Episcopal School Renovation

During the 2014-15 school year at Episcopal School of Jacksonville, the planning began for a two-phase renovation project in the Jacob F. Bryan III Library. The Bryan Library was built in 1992. With the exception of new carpeting and a couple office moves, there had been no major changes in the building since the opening . . . same furniture, same layout, same procedures, etc. We had been in a place “stuck” in time. Libraries were changing all around us. We were given the opportunity to take a huge step towards modernization and we jumped on it.


We enlisted the services of two professionals: Jeff Hunt of Library Interiors of Florida and Cheryl Parramore of Parramore Interiors. Cheryl really helped steer us as we updated the library’s Lucy B. Gooding Boardroom and our lobby. That was the first phase of our renovations. They took place during the Thanksgiving and Christmas holidays of 2016. We made traditional yet modern choices in the boardroom. The lobby, which was merely an open pass-through area, became a student art gallery with benches, display cases and an art hanging system with art lighting.
Throughout this time, we met regularly with Jeff Hunt. We planned and planned and planned. We discussed our wishes for the function of the space and Jeff did his magic; he projected images of floor plans so we could pluck items out, replace items, and rearranges spaces. Many libraries manage their own renovations. After working with Jeff, I have no idea how they do it! His experience and expertise brought us a finished product that was all we hoped for when we started the process in 2014.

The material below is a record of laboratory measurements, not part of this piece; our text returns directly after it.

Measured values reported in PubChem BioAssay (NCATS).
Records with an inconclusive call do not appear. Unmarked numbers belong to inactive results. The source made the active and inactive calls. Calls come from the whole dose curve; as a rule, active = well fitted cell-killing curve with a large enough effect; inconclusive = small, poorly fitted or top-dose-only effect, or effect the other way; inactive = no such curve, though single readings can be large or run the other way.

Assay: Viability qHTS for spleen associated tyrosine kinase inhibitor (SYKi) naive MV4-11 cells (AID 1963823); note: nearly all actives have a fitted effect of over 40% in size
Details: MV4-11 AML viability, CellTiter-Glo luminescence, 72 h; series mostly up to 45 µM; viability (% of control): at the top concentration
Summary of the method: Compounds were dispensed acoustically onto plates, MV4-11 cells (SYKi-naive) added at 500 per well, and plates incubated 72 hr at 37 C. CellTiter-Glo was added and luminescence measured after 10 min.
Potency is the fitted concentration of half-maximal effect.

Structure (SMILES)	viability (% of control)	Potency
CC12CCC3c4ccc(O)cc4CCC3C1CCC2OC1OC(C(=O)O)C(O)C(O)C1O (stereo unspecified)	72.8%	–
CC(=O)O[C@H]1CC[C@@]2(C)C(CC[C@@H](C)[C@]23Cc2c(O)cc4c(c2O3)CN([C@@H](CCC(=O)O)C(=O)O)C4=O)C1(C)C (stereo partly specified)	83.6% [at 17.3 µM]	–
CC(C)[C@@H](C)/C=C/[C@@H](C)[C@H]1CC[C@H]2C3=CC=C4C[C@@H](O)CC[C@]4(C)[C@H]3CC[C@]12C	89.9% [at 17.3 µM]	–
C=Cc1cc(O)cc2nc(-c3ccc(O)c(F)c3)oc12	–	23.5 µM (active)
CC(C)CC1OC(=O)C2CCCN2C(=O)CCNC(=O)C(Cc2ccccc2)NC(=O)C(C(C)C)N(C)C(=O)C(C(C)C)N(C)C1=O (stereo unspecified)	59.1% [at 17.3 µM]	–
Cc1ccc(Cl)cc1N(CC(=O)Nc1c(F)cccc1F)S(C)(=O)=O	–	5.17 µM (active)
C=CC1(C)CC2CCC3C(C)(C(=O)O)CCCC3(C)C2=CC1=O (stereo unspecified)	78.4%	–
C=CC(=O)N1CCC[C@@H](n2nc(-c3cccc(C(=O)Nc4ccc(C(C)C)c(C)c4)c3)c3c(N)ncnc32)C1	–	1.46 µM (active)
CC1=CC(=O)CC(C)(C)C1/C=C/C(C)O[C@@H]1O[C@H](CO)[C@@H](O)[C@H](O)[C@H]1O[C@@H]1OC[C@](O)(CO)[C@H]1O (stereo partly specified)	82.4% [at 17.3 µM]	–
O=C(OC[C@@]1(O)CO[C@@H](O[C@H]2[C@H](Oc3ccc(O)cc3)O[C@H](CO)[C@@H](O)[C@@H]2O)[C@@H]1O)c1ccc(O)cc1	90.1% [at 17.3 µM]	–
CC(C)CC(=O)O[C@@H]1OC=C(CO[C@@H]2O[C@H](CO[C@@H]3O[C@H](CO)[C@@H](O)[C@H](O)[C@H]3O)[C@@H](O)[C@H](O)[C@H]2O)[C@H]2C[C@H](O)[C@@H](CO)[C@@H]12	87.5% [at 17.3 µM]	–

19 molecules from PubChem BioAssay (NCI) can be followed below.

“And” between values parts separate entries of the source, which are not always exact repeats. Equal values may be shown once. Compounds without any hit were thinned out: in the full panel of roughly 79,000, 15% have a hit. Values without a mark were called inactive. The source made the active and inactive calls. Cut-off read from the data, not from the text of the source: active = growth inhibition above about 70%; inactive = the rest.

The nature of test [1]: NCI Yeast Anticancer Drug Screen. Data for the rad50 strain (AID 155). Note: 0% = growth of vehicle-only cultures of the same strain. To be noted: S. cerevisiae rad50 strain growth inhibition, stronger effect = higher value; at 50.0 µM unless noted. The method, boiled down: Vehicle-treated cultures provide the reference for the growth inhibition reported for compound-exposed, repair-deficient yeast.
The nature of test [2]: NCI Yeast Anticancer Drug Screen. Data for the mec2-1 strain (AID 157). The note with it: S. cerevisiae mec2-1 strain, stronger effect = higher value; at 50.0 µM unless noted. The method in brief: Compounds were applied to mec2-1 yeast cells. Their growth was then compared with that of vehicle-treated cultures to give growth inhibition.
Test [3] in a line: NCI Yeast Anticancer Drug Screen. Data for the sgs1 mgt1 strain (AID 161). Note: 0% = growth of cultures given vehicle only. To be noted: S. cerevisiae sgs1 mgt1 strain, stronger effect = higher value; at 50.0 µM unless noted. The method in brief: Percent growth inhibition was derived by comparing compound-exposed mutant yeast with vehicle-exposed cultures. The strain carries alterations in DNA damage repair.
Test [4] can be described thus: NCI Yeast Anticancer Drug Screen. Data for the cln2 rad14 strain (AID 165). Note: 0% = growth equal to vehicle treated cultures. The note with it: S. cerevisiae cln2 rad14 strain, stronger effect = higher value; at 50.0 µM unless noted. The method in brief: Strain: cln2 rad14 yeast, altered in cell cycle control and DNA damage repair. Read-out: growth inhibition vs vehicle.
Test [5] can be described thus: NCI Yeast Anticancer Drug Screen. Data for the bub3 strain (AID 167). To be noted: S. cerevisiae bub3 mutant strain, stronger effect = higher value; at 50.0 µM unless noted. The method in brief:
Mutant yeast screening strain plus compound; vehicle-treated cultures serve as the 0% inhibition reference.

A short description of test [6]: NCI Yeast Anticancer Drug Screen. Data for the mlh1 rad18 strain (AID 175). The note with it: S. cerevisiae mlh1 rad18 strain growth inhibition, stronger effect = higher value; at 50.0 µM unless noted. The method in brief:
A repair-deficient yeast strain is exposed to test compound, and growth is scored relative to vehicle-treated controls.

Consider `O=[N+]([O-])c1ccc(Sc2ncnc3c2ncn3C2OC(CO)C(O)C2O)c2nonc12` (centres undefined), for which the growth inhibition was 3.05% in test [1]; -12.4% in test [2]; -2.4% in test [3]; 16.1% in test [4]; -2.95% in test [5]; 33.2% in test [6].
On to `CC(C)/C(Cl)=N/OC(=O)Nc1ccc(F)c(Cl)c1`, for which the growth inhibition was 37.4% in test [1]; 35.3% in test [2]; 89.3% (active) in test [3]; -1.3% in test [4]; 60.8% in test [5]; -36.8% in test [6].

Our school’s librarian in 1991 had great vision. Barbara Benham helped plan a beautiful building with a modern layout. All we needed to do was take her creation and open up the floor plan, make everything a bit more accessible, and add some functional spaces.
During the Spring of last year, we began by doing a final weeding of our inventory. We offered all the old furniture that we would not be using to our staff and faculty. We gave extra shelving to a school who needed it. Jeff’s crew unloaded our inventory onto giant rolling book carts, disassembled bookshelves and moved everything to a storage facility. Two days before the wrecking crew came in, everyone picked up their furniture. It was like a giant estate sale! Every stitch of furniture was disassembled and carried away.


The demolition crew followed; they removed flooring, a couple walls, the circulation desk, etc. The construction crew came in to trench the floors for electricity/data lines, cut out new windows and doorways and begin the reconfiguration process.


The crews worked straight through the summer months and finished on time for the first day of classes this past fall. Though we still had some punch list items to take care of, our renovations were complete and a success in the eyes of our students. The new library layout goes hand-in-hand with the School’s Harkness initiative, emphasizing collaborative learning and students’ ownership of material. The entire space is maximizing its flexibility, embracing technologies, and diversifying the ways in which students might learn.

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The newly renovated Bryan Library now includes:

• A new Makerspace with craft materials, a 3-D printer, as well as new computers equipped with special software for creative endeavors like recording, playing, and editing music.

• New furniture sets – tables, chairs, and sofas – equipped with power so students’ devices can recharge

• New zones within the space – from individual, quiet study in frosted-glass-divided carrels with noise-canceling headphones to a glassed-in area on the northeast wall of the library, capable of being divided into three smaller spaces or opened up into one large space for discussion, lecture, or even yoga classes

• A permanent home for the school’s archives and the Alumni Hall of Honor display
The finished product is lighter and brighter, more conducive to collaborative work with areas for quiet study along the windows overlooking campus and the St. Johns River. The entire project was quite an undertaking and so worth the effort!